A trip to Lymington and a visit to an old photo haunt – Throop Mill in Bournemouth was the testing ground for these 2 classic Nikons.
The Nikkormat EL was released in 1972 and was Nikon’s first electronic auto exposure camera and thus required a battery to power the shutter and the ‘match needle’ TTL meter. The EL was in production until 1976 running alongside the Nikkormat FTN and replaced by the Nikkormat ELW to which an autowinder could be attached, closely followed by the Nikon EL2 which saw the end of the ‘Nikkormat’ name.
The EL was manufactured in black / chrome and all black, it still required Nikkor lenses with the ‘rabbit ears’ prong to tell the meter which aperture is selected so that an appropriate shutter speed would be chosen for correct exposure. In ‘A’ aperture priority auto a black needle indicates the shutter speed in use but there is no indication of the aperture in the viewfinder. This match needle system really comes into it’s own in full manual mode. A green needle indicates the shutter speed selected and the black needle indicates the speed the camera thinks should be set for correct exposure. You have the choice to align both or ‘compensate’ by choosing a shutter speed slower or faster than suggested.
I’m finding this ‘back to basics’ control fascinating, it makes you think about exposure especially as there is no screen to chimp. I find myself composing – metering – adjusting – composing again and then waiting to ‘capture the moment’.
In the following images the camera is shown with the Nikkor 28mm F3.5 attached.
I used both the Nikkor 50mm F1.4 that I bought with the Nikon F and the Nikkor 28mm F3.5 for the images below. The screw in polariser filter caused slight vignetting in the corners when used on the 28mm. The resultant dark corners could be removed easily in photoshop, either by slight cropping or cloning. I have chosen to leave them ‘as shot’ for illustration purposes. The 50mm F1.4 is super sharp – see the lobster pot close up and Puffin Cruises sign. Shot on Fujicolour C200, developed and scanned as usual by Snaps Photo Services. Every exposure near perfect, with just a little saturation and contrast boost in Lightroom.
And so to the Nikon F. Some of you may remember from earlier posts that a TV documentary about the war photographer Don McCullin in which the Nikon F featured heavily, ignited the spark for my interest in classic Nikon film cameras which pre dated my early years in photography. Soon after watching the programme I purchased a Nikon FE2 and then obtained quite a few of the cheaper Nikon film cameras easily found on ebay. All the time I was hankering after an F, but decent ones can be quite expensive. I found one which had reached about £90 with a day or so to go. It included the FTN metering prism and a Nikkor 50mm F1.4 lens.The images and description weren’t very good and it did feel like a bit of a gamble.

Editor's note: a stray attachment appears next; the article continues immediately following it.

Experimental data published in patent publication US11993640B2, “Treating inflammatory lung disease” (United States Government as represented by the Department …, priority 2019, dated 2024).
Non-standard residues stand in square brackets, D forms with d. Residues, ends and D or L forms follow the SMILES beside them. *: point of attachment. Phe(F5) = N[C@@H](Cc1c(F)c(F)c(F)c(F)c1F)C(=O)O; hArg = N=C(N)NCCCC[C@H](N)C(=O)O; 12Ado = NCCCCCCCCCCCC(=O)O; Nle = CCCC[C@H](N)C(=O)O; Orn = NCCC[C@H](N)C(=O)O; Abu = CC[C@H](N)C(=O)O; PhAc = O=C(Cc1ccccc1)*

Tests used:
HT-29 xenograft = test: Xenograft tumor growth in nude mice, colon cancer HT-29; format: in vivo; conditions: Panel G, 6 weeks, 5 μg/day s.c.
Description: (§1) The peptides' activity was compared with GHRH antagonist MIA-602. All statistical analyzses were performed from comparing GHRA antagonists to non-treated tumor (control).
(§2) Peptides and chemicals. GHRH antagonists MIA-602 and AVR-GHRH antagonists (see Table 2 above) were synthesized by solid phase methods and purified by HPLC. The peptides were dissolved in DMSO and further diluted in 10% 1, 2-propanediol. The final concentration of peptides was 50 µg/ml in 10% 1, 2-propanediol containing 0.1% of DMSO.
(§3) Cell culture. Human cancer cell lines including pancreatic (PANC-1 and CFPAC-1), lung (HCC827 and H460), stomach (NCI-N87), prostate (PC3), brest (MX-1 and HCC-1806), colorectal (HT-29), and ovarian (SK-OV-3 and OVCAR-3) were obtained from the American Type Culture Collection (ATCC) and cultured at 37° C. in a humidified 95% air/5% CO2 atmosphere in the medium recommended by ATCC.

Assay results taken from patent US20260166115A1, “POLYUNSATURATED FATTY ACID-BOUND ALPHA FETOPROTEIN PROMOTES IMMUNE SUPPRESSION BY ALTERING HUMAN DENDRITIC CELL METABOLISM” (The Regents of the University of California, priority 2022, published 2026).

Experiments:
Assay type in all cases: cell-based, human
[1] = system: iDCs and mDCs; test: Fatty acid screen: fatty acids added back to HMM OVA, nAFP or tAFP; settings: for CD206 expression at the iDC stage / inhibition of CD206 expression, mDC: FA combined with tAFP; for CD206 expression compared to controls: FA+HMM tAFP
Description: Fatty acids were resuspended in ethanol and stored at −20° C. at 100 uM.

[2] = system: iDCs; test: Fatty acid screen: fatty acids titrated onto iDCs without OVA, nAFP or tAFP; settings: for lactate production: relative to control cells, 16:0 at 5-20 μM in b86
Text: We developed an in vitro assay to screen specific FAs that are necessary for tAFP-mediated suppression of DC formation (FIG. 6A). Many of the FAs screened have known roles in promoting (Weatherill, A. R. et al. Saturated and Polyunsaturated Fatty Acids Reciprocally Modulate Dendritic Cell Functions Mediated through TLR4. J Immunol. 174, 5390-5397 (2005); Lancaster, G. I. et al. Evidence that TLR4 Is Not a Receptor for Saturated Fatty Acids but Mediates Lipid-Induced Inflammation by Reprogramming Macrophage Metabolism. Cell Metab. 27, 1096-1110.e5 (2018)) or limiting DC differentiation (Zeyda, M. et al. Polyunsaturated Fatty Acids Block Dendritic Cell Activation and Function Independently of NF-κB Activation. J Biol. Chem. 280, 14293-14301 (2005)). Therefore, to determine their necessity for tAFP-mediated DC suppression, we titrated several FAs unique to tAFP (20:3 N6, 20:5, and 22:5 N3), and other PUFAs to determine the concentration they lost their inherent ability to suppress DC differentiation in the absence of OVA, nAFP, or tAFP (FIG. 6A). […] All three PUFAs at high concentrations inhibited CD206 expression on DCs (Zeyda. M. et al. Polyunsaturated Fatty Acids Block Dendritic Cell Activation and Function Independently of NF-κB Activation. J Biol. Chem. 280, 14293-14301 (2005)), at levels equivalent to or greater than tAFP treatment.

The price didn’t change as the auction was nearing it’s end and I had to decide the maximum I was willing to pay (I think it was about £125) and bid with about 5 seconds remaining. To my surprise I won with a winning bid of £106.
The camera arrived about 2 days later and I couldn’t believe the condition. It looks like it has been kept in a half leather case, so the bottom plate and back was virtually as new. There is a very slight depression in the prism head and a couple of very small nicks in the chrome. The lens is also virtually unmarked.
Although the shutter is completely mechanical, the FTN meter prism does require 2 batteries. As with the Nikkormat FTN, the mercury cells are no longer available so Wein air cells are the alternative. Ordered from The Small Battery Company, they arrived next day. I loaded them with some trepidation as I wasn’t sure if the meter would work. Sure enough it did work exactly as it should. It is a very simple needle which moves left and right to indicate under / correct / over exposure, either by adjusting shutter speed, aperture or a combination of both.
One noticeable difference is the back of the camera slides down and completely off, unlike most which are hinged on one side. Apart from that everything else functions in typical Nikon style.
The F handles like the classic it is. A big, bright viewfinder and the simple needle informing you of the correct exposure. The shutter speed is visible but the aperture isn’t. It’s just simply about taking photos with so few decisions to make, all the concentration can go into subject matter and composition. Film used in the F was Fujicolour Pro 400 H. Once again, 36 perfectly exposed images!
At the time of writing I have just purchased a Nikkor S 35mm F2.8, this combined with the F is a perfect combination for ‘street’ photography. Can’t wait to try them out together!